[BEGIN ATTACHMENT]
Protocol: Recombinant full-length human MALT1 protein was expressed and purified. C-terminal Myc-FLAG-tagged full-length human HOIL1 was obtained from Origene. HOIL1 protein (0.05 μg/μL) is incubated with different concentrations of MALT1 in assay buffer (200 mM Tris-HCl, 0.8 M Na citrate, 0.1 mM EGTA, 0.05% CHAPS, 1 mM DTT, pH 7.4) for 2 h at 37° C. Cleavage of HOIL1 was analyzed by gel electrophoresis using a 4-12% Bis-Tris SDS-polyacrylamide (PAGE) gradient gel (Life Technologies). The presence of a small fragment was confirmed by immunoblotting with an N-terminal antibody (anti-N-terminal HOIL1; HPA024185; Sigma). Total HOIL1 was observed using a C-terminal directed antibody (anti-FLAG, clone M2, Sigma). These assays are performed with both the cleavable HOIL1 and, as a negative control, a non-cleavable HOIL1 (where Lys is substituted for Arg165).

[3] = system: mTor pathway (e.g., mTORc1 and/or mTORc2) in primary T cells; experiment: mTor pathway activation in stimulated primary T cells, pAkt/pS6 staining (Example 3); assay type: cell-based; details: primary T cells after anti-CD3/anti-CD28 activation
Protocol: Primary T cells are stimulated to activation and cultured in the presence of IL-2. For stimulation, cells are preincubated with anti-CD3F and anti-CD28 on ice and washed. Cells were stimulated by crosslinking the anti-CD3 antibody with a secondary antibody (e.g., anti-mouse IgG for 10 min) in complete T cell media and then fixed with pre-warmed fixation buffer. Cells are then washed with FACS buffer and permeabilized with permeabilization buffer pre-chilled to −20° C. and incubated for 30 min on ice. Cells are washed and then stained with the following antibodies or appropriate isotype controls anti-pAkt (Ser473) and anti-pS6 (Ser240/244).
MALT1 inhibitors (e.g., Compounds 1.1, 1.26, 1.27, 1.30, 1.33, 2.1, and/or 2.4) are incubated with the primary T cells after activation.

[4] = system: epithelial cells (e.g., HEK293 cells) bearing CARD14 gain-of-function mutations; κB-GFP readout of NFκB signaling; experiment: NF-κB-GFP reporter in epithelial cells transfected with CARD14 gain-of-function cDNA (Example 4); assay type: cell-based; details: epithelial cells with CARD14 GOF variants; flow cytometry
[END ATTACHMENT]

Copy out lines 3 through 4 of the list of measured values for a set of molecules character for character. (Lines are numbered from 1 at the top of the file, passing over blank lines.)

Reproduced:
Protocol: Primary T cells are stimulated to activation and cultured in the presence of IL-2. For stimulation, cells are preincubated with anti-CD3F and anti-CD28 on ice and washed. Cells were stimulated by crosslinking the anti-CD3 antibody with a secondary antibody (e.g., anti-mouse IgG for 10 min) in complete T cell media and then fixed with pre-warmed fixation buffer. Cells are then washed with FACS buffer and permeabilized with permeabilization buffer pre-chilled to −20° C. and incubated for 30 min on ice. Cells are washed and then stained with the following antibodies or appropriate isotype controls anti-pAkt (Ser473) and anti-pS6 (Ser240/244).
MALT1 inhibitors (e.g., Compounds 1.1, 1.26, 1.27, 1.30, 1.33, 2.1, and/or 2.4) are incubated with the primary T cells after activation.